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A day in the life of Fostering Recruitment Officer Gemma

Here at Unity Foster Care, we’re a small but determined fostering agency. We pride ourselves on really getting to know our foster carers, making sure their fostering experience runs as smoothly as possible, and letting them know we’re always on hand to support.  

When you enquire to find out more about fostering, your journey begins by speaking with our Fostering Recruitment Officer, Gemma.

We sat down with the lovely Gemma to find out more about what a typical working day looks like for her.

Hi Gemma! Can you please tell us a bit about yourself?

I’m Gemma, and I’ve been the Fostering Recruitment Officer at Unity Foster Care since September 2022. Prior to this, I worked in the NHS and private healthcare sector, theatre scheduling and working closely with consultants. When this opportunity came up at Unity Foster Care, I was excited about working in a whole new way, being out on the road and learning. At home, I have two teenagers and a fabulous dog!

Can you tell me more about what your role involves?

I am responsible for recruiting new foster carers and handling any new enquiries from people who may be interested in fostering with Unity Foster Care. I work closely with these people through the whole process, right from the start of the first phone call, to when they become a foster carer, assigned to their Supervising Social Worker,  All new enquiries come through to me. I make first contact, have an initial chat with the individual, then I book and attend a home visit, going through the application packs, before assigning an assessor. 

What does a typical morning look like for you?

My mornings usually start with going through all the new enquiries that have come through overnight from people interested in becoming a foster carer. This is can normally be anything from one to 12. I don’t tend to ring people too early, so I normally start calling people mid-morning. I tend to ask those who’ve enquired, a couple of questions to get to know them a little better and explore their next steps.

What does a typical afternoon look like for you?

As well as bringing new foster carers onboard, I am involved in the retention of existing carers, so I often get together with the Unity Foster Care management team to decide who needs a retention visit or additional support.

I work closely with the participation team too, so I get involved with events and supporting wherever I can. This includes working on the Children’s Achievement Awards, which will be taking place later in the year.

Throughout the week, I’m continually responding to enquiries and questions from current and potential foster carers.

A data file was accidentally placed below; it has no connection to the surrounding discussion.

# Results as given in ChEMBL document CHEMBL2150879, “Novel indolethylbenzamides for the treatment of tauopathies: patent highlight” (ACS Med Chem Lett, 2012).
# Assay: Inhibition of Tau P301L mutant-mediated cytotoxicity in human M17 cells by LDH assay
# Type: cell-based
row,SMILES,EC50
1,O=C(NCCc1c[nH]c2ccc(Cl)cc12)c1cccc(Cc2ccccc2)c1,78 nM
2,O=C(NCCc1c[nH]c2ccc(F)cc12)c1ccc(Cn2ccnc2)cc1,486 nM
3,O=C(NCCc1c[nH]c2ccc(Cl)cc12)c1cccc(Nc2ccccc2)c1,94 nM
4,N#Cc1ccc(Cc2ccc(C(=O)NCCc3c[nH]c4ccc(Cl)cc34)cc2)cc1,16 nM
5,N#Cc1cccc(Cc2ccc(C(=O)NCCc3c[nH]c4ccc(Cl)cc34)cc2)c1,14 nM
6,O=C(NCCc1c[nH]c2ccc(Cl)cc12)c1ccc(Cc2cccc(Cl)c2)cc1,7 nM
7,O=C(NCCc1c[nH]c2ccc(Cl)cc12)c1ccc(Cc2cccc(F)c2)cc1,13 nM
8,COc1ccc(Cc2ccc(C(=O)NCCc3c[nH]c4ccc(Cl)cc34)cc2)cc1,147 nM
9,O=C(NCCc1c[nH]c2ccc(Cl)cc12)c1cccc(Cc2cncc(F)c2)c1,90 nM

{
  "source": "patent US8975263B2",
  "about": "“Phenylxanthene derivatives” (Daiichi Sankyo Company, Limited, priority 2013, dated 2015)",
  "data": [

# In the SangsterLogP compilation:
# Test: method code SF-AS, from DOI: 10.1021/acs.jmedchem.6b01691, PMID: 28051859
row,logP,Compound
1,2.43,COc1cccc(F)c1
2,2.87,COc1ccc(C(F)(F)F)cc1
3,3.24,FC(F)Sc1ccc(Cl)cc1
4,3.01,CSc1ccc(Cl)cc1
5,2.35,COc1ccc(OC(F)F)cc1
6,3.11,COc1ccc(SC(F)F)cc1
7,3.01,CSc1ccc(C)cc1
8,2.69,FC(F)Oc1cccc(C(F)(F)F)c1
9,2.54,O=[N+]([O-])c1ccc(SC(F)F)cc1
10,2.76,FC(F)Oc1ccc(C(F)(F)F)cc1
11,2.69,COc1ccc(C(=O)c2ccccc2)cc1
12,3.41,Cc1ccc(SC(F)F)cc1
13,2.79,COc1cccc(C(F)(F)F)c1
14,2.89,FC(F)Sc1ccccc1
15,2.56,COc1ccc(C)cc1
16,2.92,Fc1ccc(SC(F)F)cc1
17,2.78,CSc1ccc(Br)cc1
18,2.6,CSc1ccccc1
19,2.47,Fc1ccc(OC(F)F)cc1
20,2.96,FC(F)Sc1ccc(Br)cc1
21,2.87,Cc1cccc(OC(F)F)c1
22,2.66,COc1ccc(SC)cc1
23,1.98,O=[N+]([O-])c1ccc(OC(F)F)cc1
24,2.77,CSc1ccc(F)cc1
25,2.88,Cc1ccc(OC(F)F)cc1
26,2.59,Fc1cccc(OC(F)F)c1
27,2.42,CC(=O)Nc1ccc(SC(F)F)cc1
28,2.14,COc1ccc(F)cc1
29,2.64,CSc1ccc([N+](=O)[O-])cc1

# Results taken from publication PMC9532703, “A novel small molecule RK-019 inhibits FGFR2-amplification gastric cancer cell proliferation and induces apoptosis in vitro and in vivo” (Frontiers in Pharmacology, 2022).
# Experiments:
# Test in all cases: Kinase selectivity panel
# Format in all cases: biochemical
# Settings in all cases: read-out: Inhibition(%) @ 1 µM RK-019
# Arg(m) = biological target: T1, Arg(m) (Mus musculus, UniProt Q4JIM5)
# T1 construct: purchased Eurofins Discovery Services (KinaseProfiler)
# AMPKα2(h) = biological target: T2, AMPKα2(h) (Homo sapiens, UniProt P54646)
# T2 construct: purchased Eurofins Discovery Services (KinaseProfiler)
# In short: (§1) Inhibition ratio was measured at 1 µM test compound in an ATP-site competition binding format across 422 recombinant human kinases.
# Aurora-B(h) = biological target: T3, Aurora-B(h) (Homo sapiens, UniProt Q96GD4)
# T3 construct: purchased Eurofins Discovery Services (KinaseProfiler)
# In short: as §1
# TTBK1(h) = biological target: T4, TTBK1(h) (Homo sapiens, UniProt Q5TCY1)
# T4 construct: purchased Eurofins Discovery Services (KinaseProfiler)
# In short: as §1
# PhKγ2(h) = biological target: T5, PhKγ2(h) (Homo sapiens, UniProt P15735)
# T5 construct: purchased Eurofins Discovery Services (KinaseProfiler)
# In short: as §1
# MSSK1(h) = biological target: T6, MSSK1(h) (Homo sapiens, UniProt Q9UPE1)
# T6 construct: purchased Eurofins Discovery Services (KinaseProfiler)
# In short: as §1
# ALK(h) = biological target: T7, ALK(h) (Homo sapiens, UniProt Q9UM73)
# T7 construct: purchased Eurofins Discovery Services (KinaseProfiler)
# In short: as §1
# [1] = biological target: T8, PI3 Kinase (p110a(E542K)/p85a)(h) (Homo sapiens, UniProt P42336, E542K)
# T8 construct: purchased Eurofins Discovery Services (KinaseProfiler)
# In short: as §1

What do you like most about your role?

I love helping and the fact that I am playing a tiny part in the turnaround of a child’s life.

The best part about my job is doing home visits. On average, I make about two to three home visits a week, working around foster carers and being as flexible as possible to make things easier for them.

I also enjoy working with people who are so passionate about the same thing. Everyone is really driven, and it’s infectious to have those kinds of people around you.

What’s the most challenging thing about your role?

The most challenging thing sometimes can be getting through to people. I work very flexibly, including some weekends, to make things easier for the foster carers and potential foster carers. However, not all online enquiries answer the phone. It can also be challenging when I receive enquiries from people who haven’t done their research, or if they haven’t disclosed everything during the application process. For example, one person may be keen to foster but then you find out their partner doesn’t feel the same way.

Any positive stories to share?

Recently, my first recruits were approved. This was a nice feeling because three that I’d brought through from start to finish were approved. Then, another couple were choosing between Unity Foster Care and three other agencies, and I was delighted to find out they really wanted to go with us.

Any advice for someone considering fostering?

Do your research. Find out exactly what fostering entails and speak to your family to make sure you have that extra support. It’s also important that foster carers are prepared to work collaboratively with the fostering agency, and that they keep that in mind from day one.

The great thing about Unity Foster Care is that we really do get to know our fostering community, so you can be confident you will be well supported. We know our foster carers so well that we even know how they take their tea!

What do you like to do in your spare time?

I like to work hard and play hard, whether that’s socialising with friends or watching Netflix. I also enjoy family holidays.

Our team work hard to find the perfect placements for each child, and continue to expand every day!

Becoming a foster carer is undoubtedly one of the most rewarding roles you can take on, but we understand it’s a big decision to make. It takes a kind, caring and patient person to be a foster carer, and our amazing team work hard to provide a safe space for children across Yorkshire and the North East!

Interested in becoming a foster carer for children in your area?

Get in touch, and speak to Gemma!

Children and young people are at the centre of everything we do at Unity Foster. Our aim is to have a positive, lasting effect on children’s lives and to work in partnership with parents, the local authority and other agencies to ensure we achieve the desired outcome for the child or young person.